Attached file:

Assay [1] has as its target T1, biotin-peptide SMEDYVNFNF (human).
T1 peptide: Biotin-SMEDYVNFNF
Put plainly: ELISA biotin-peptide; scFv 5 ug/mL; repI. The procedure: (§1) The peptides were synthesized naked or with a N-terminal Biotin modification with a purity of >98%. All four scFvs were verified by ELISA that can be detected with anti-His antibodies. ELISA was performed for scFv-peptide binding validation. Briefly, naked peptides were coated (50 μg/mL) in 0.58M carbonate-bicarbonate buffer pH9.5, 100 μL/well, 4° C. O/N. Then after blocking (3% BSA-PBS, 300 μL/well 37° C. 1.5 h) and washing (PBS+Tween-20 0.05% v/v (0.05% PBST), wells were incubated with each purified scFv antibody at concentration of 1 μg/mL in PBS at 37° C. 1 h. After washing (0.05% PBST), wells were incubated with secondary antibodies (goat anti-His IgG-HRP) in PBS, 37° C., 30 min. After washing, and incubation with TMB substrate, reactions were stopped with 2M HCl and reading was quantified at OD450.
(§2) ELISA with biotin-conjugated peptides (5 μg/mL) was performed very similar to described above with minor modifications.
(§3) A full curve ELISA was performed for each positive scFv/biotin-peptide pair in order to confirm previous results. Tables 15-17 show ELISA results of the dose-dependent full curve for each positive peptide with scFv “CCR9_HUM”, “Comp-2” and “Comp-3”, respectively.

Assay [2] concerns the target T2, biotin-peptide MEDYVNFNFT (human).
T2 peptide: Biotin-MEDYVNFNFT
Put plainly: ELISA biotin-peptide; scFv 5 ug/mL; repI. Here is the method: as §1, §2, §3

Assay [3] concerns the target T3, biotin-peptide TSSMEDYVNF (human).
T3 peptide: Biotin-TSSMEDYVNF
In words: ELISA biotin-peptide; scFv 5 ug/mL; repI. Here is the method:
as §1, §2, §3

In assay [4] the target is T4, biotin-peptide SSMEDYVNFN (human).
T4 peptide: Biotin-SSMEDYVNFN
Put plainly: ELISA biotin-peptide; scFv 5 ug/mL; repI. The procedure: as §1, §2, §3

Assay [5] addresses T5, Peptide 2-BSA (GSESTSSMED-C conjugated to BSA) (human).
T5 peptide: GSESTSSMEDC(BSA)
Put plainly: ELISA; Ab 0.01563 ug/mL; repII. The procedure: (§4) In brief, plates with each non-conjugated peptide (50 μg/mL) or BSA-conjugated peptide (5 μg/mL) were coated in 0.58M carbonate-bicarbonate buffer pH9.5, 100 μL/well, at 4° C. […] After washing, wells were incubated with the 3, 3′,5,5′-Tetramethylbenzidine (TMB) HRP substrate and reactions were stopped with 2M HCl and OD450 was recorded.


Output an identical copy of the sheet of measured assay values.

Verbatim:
Assay [1] has as its target T1, biotin-peptide SMEDYVNFNF (human).
T1 peptide: Biotin-SMEDYVNFNF
Put plainly: ELISA biotin-peptide; scFv 5 ug/mL; repI. The procedure: (§1) The peptides were synthesized naked or with a N-terminal Biotin modification with a purity of >98%. All four scFvs were verified by ELISA that can be detected with anti-His antibodies. ELISA was performed for scFv-peptide binding validation. Briefly, naked peptides were coated (50 μg/mL) in 0.58M carbonate-bicarbonate buffer pH9.5, 100 μL/well, 4° C. O/N. Then after blocking (3% BSA-PBS, 300 μL/well 37° C. 1.5 h) and washing (PBS+Tween-20 0.05% v/v (0.05% PBST), wells were incubated with each purified scFv antibody at concentration of 1 μg/mL in PBS at 37° C. 1 h. After washing (0.05% PBST), wells were incubated with secondary antibodies (goat anti-His IgG-HRP) in PBS, 37° C., 30 min. After washing, and incubation with TMB substrate, reactions were stopped with 2M HCl and reading was quantified at OD450.
(§2) ELISA with biotin-conjugated peptides (5 μg/mL) was performed very similar to described above with minor modifications.
(§3) A full curve ELISA was performed for each positive scFv/biotin-peptide pair in order to confirm previous results. Tables 15-17 show ELISA results of the dose-dependent full curve for each positive peptide with scFv “CCR9_HUM”, “Comp-2” and “Comp-3”, respectively.

Assay [2] concerns the target T2, biotin-peptide MEDYVNFNFT (human).
T2 peptide: Biotin-MEDYVNFNFT
Put plainly: ELISA biotin-peptide; scFv 5 ug/mL; repI. Here is the method: as §1, §2, §3

Assay [3] concerns the target T3, biotin-peptide TSSMEDYVNF (human).
T3 peptide: Biotin-TSSMEDYVNF
In words: ELISA biotin-peptide; scFv 5 ug/mL; repI. Here is the method:
as §1, §2, §3

In assay [4] the target is T4, biotin-peptide SSMEDYVNFN (human).
T4 peptide: Biotin-SSMEDYVNFN
Put plainly: ELISA biotin-peptide; scFv 5 ug/mL; repI. The procedure: as §1, §2, §3

Assay [5] addresses T5, Peptide 2-BSA (GSESTSSMED-C conjugated to BSA) (human).
T5 peptide: GSESTSSMEDC(BSA)
Put plainly: ELISA; Ab 0.01563 ug/mL; repII. The procedure: (§4) In brief, plates with each non-conjugated peptide (50 μg/mL) or BSA-conjugated peptide (5 μg/mL) were coated in 0.58M carbonate-bicarbonate buffer pH9.5, 100 μL/well, at 4° C. […] After washing, wells were incubated with the 3, 3′,5,5′-Tetramethylbenzidine (TMB) HRP substrate and reactions were stopped with 2M HCl and OD450 was recorded.